Category: Economics

Shopping the gender-neutral toy aisle with Jesus

As I lay snuggled under our gender-neutral down comforter the other night, I pondered Target’s plan to remove gender labels for its toys and bedding alongside a Council on Biblical Manhood and Womanhood blog post expressing dismay over the decision. I wondered where in the Bible it says that boys should have “their” toy guns and plaid bedding clearly identified for them, as that post implies. As my…  [more]

Obama’s State of the Union and a Christian understanding of income inequality

President Barack Obama’s State of the Union message struck a powerful chord last night on the topic of income inequality in the United States, echoing the concern of centuries of Christian reflection on wealth and poverty. The president posed a choice between “an economy where only a few of us do spectacularly well” and “an economy that generates rising incomes and chances for everyone who…  [more]

A Gospel guide to Christmas shopping

The Christmas shopping season is in full swing, and the early returns show a significant uptick in online purchases on Cyber Monday. For many, the days leading up to and following Thanksgiving are filled with alerts, newsletters, Tweets and Facebook posts highlighting the latest and greatest deals. Many sites offer tips about how to maximize your shopping experience through a variety of strategies. Most of us shop at…  [more]

A theology of billboards

Three years ago my family moved to Austin, Texas. Our very first spring we got a front row seat to the effects of the Highway Beautification Act of 1965, a legacy of former first lady Lady Bird Johnson. In a place known for heat and drought, springtime in Texas kicks off a wildflower parade up and down the state’s medians and roadways. Johnson’s concern about the increasing number of billboards crowding…  [more]

Are Christianity and capitalism compatible? Three things to consider

The relationship between Christianity and capitalism is a perennial topic, one taken up recently by the New York Times’ Room for Debate feature. It’s important to distinguish between different economic forms, and labels like capitalism can sometimes obscure rather than clarify points of dispute. As the contributors to the Times’ debate illustrate, capitalism can mean anything from an emphasis on the…  [more]

Christian hospitality and the sharing economy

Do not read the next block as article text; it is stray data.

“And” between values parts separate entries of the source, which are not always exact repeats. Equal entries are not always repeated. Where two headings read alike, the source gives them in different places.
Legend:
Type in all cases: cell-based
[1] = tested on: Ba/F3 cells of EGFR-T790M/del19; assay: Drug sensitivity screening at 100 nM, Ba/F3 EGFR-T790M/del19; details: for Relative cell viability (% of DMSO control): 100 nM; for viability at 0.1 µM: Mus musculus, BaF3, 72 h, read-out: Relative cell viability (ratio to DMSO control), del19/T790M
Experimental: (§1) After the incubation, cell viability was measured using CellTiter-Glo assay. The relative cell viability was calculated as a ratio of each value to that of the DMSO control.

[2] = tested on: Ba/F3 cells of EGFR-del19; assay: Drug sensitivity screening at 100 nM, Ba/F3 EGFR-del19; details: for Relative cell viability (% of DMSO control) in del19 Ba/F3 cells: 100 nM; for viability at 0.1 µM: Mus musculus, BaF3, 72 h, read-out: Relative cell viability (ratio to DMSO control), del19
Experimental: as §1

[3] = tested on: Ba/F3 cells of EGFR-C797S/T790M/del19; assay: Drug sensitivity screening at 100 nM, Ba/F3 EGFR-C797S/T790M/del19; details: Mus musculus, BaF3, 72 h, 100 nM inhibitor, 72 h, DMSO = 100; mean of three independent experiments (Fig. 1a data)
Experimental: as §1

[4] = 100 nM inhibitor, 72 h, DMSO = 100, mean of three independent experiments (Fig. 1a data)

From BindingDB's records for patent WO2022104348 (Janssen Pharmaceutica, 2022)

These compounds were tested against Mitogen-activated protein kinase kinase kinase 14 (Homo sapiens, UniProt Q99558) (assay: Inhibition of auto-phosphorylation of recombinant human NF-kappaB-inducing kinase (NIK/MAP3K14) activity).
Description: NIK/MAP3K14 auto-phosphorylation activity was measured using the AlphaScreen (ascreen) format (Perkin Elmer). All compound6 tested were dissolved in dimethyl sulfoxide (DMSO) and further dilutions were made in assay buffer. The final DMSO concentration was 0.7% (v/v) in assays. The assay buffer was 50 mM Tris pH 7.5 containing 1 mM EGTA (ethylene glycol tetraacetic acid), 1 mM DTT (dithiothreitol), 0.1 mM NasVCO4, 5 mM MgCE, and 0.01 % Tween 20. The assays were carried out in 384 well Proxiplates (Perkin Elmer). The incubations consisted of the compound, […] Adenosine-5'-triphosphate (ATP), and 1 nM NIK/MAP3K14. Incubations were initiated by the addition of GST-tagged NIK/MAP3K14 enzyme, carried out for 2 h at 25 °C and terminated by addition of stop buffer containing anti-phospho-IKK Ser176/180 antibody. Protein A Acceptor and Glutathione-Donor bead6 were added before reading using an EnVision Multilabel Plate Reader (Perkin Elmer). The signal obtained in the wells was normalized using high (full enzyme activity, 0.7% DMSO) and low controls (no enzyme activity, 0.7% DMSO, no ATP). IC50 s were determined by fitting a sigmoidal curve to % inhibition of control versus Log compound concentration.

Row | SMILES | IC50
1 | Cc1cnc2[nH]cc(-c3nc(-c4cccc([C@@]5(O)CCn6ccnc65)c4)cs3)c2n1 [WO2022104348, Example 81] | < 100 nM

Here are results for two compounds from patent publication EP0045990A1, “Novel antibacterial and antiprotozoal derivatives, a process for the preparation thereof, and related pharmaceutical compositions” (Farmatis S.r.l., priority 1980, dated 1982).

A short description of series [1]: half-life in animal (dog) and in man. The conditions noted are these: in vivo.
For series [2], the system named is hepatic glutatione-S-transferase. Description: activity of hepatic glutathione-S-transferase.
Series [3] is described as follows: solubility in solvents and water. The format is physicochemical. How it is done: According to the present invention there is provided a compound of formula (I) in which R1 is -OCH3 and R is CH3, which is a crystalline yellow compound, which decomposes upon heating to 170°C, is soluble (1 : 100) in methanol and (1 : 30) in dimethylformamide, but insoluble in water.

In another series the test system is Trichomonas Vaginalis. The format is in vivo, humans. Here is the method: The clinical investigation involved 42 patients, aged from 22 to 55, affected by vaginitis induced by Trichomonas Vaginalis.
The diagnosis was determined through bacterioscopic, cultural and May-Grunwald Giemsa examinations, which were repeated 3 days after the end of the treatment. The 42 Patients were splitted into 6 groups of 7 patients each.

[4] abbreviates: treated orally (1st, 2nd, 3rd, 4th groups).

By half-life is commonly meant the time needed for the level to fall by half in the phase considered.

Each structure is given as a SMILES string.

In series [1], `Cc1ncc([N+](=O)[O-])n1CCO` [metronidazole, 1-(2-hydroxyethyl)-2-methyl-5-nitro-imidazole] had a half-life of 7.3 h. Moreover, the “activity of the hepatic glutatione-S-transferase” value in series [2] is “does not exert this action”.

A recent Time article highlighted the legal issues faced by companies such as Airbnb, Uber and Lyft. These companies are part of the sharing economy, which uses technology to connect consumer demand with goods and services provided by individuals rather than traditional businesses. In my hometown of Grand Rapids, Mich., there’s been a good deal of argument between advocates and opponents of Airbnb, with city…  [more]

Quitting consumerism

You see, friends, because we are not subservient to the empire but subjects of the kingdom of God’s beloved Son, we have the audacity to say to the darkness, “We beg to differ!” We will not be a pawn to the Prince of Darkness any longer, because we owe him no allegiance, and by God’s grace, through our redemption and forgiveness, our imaginations have been set free. - Brian Walsh and Sylvia…  [more]

Amazon and delivering on the Lord’s Day

Retail giant Amazon garnered big headlines this month by partnering with the United States Postal Service to offer Sunday delivery. Some might ask why this is even a story. After all, it’s not news for retailers or restaurants to be open on Sunday. And the USPS actually did deliver on Sunday until 1912. Perhaps this story has made waves because it represents the further symbolic colonization of our culture…  [more]

What ‘manfluencers’ reveal about the marketing of faith

Marketing group Midan recently found in a poll that 47% of men do at least half of the household grocery shopping and food preparation. The name that Midan’s researchers gave to this group? “Manfluencers™” (No really, it’s trademarked.) This 47% figure was surprising, because marketing wisdom has long been that women (especially moms) make most of the consumer purchasing decisions…  [more]

Why we shouldn’t feel too smug about Chipotle’s Scarecrow ad

When Gene Wilder taps his cane and dances down the steps in Willy Wonka & the Chocolate Factory, singing “Come with me and you’ll be in a world of pure imagination,” the wide-eyed children following him take him at his word. They believe they have been given special privilege into a fantastical world of all-you-can-eat sweets. What they don’t know is that they are in fact being tested -…  [more]

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